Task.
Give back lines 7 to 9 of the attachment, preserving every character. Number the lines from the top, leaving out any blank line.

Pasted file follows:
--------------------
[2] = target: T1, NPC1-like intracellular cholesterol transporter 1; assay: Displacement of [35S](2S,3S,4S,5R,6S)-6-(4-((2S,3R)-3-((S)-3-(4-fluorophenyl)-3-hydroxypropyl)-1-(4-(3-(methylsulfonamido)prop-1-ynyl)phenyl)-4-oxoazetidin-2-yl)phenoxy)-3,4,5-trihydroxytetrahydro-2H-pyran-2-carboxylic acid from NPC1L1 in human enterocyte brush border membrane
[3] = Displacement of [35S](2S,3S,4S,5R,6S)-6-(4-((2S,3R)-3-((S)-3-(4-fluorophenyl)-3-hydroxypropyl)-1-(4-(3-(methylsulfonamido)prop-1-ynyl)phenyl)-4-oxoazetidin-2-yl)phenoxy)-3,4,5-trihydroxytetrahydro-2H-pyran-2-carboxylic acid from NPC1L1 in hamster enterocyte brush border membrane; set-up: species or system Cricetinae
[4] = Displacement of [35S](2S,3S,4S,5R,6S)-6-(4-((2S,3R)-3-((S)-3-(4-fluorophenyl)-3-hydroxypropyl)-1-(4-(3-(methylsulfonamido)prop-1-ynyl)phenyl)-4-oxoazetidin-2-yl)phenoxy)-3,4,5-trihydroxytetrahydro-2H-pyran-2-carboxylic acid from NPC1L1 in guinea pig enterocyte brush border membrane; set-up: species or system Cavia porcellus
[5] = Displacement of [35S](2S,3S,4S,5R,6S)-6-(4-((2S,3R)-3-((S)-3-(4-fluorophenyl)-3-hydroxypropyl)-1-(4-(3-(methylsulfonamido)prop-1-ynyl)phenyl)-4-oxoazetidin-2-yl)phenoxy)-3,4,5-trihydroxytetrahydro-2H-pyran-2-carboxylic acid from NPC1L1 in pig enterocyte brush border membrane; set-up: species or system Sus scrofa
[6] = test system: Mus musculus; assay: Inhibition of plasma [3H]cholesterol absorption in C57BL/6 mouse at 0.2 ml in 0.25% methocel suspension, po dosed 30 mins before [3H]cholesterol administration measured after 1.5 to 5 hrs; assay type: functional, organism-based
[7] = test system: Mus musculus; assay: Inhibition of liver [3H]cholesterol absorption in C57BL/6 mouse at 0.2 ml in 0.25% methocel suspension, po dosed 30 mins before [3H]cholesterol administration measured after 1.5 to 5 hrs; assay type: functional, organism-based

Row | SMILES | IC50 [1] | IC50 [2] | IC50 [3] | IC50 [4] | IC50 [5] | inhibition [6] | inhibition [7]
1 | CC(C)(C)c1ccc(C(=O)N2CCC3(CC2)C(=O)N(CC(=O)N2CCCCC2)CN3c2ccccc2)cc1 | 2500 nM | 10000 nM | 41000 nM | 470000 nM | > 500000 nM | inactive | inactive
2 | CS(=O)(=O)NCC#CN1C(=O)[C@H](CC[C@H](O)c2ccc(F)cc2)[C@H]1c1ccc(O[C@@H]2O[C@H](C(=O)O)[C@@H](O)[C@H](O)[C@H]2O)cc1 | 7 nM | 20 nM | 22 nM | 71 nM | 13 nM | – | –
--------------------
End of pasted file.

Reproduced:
Row | SMILES | IC50 [1] | IC50 [2] | IC50 [3] | IC50 [4] | IC50 [5] | inhibition [6] | inhibition [7]
1 | CC(C)(C)c1ccc(C(=O)N2CCC3(CC2)C(=O)N(CC(=O)N2CCCCC2)CN3c2ccccc2)cc1 | 2500 nM | 10000 nM | 41000 nM | 470000 nM | > 500000 nM | inactive | inactive
2 | CS(=O)(=O)NCC#CN1C(=O)[C@H](CC[C@H](O)c2ccc(F)cc2)[C@H]1c1ccc(O[C@@H]2O[C@H](C(=O)O)[C@@H](O)[C@H](O)[C@H]2O)cc1 | 7 nM | 20 nM | 22 nM | 71 nM | 13 nM | – | –